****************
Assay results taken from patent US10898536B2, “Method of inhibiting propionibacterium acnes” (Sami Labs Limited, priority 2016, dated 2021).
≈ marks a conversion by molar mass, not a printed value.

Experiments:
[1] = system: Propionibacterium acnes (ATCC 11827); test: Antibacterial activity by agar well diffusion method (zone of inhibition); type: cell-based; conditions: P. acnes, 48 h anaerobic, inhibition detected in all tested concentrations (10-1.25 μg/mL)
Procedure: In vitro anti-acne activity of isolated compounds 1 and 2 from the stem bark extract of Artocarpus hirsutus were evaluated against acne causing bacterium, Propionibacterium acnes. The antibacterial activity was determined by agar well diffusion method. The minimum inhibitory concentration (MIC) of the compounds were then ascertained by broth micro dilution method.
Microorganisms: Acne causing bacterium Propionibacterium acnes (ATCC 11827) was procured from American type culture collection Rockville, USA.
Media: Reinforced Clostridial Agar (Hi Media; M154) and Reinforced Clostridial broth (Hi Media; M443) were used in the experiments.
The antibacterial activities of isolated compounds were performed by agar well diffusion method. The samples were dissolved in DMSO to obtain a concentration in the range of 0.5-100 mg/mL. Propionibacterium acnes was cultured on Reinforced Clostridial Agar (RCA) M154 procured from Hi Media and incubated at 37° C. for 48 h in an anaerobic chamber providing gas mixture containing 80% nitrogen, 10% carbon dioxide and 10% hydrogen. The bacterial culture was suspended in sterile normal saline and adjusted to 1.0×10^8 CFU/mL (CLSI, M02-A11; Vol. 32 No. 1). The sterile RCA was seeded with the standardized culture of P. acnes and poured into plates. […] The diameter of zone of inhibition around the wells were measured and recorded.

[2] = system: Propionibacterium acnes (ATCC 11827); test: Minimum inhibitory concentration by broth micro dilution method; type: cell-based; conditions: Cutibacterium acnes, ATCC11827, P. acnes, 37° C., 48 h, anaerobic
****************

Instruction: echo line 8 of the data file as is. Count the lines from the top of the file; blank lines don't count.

The antibacterial activities of isolated compounds were performed by agar well diffusion method. The samples were dissolved in DMSO to obtain a concentration in the range of 0.5-100 mg/mL. Propionibacterium acnes was cultured on Reinforced Clostridial Agar (RCA) M154 procured from Hi Media and incubated at 37° C. for 48 h in an anaerobic chamber providing gas mixture containing 80% nitrogen, 10% carbon dioxide and 10% hydrogen. The bacterial culture was suspended in sterile normal saline and adjusted to 1.0×10^8 CFU/mL (CLSI, M02-A11; Vol. 32 No. 1). The sterile RCA was seeded with the standardized culture of P. acnes and poured into plates. […] The diameter of zone of inhibition around the wells were measured and recorded.